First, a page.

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| By | Health and well being

Heart Attack and Stroke: Know the Signs and Reduce Your Risk

February is American Heart Month, so we are sharing important information on heart health. According to the American Heart Association, following a healthy lifestyle can help reduce the risk factors for heart disease, heart attack and stroke. We’ll take a look at those lifestyle changes later, but first, let’s cover some basics.

Heart attack and stroke are caused by interruptions to blood flow to the heart or brain. During a heart attack, the blood flow to the heart muscle is diminished significantly or cut off. During a stroke, an artery leading to the brain is either blocked by a clot or bursts. Both can result in lifelong disability or prove fatal, so it’s important to take the warning signs seriously. Here are a few signs to be aware of:

Heart Attack Signs

The American Heart Association says the following are warning signs of a heart attack:

  • Chest pain or discomfort–which can be a sense of fullness, pressure, or squeezing–is felt in the center of the chest and lasts more than a few minutes. It may stop and then return.
  • Discomfort in one or both arms, the back, neck, jaw or stomach.
  • Shortness of breath.
  • Developing a cold sweat; feeling nauseated or lightheaded.

In the event of heart attack warning signs, it is best to call 911 as it is the fastest way to get care. The EMS team can begin administering treatment as soon as they arrive and patients receive treatment faster going to the hospital by ambulance rather than by car.

Stroke Signs

The National Institutes of Health says the following are signs of a stroke:

  • Sudden numbness or weakness of the face, arm, or leg (especially on one side of the body).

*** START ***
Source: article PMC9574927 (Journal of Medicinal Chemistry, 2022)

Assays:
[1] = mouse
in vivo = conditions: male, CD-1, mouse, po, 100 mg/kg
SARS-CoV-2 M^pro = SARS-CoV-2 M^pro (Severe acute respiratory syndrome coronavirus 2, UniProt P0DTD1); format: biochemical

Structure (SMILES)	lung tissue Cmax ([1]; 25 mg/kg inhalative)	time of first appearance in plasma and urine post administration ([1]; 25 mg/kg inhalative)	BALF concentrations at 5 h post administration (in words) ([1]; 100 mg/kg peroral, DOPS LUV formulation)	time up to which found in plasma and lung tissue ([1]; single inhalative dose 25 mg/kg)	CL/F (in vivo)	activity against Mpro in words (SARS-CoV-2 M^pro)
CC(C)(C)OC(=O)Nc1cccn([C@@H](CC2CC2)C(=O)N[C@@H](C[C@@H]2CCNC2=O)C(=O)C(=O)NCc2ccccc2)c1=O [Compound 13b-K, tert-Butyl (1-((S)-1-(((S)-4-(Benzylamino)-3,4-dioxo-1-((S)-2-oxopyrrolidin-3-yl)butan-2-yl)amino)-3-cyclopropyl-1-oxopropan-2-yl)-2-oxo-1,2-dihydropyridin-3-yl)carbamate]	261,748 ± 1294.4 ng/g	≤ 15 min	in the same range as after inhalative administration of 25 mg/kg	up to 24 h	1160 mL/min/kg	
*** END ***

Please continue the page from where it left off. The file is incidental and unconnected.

• Sudden severe headache, dizziness, confusion.
  • Sudden balance, speech, or vision difficulties.

The Stroke Association uses the acronym FAST to help identify a stroke:

  • F: Face drooping to one side or numb; a lopsided smile.
  • A: Arm weakness or numbness.
  • S: Speech difficulties, such as slurring and/or trouble understanding or repeating words.
  • T: Time to call 911 if you see any of these signs (even if they go away).

According to the CDC, it’s important to call 911 rather than going to the hospital by car in the event of stroke as it gets patients to the hospital faster, gets them treatment sooner, allows timely medication administration, and possibly transports them to a hospital that specializes in stroke treatment.

6 Lifestyle Changes to Support Heart Health

There are quite a few ways to lessen your risk of having a heart attack or stroke. Some uncontrollable factors like age and genetics can influence your risk, but many other factors can be controlled. Consider making these lifestyle changes:

1. Stop smoking and limit alcohol intake.

Quit smoking and encourage others in your household to do the same. Drinking too much can raise blood pressure and increase heart and stroke risk, so consider following these recommendations for alcohol intake.

2. Eat a healthy diet and exercise.

Diet is directly linked to many conditions that increase heart risk, such as high cholesterol, high blood pressure, and type 2 diabetes. Choose vegetables, fruits, whole grains, low-fat dairy products, poultry, fish, legumes, and nuts while limiting red meat, junk food, and sweets. The American Heart Association recommends getting at least 2.5 hours of physical activity a week. Read more about the importance of physical activity in our previous post here.

3. Control cholesterol.

Cholesterol — which is fat lodged in your arteries — could trigger a heart attack or stroke. To reduce it, lower your intake of saturated fat and trans fats and exercise regularly. If these changes don’t lower your cholesterol enough, your doctor may prescribe medication.

4. Lower your blood pressure.

High blood pressure is a major risk factor for heart attack and stroke. To lower your blood pressure, reduce your salt intake, increase your physical activity and talk to your doctor about medication.

5. Watch your weight.

Obesity increases the risk of conditions such as high blood pressure and insulin resistance, which can lead to type 2 diabetes, all of which heighten the risk of heart disease. Steps to losing weight include watching portions and creating realistic goals.

6. Manage diabetes.

People with diabetes are twice as likely to develop and die from heart disease, heart attack or stroke, so it’s extremely important to follow the treatment plan your doctor has prescribed. Regularly ensure your blood sugar is in a healthy range.

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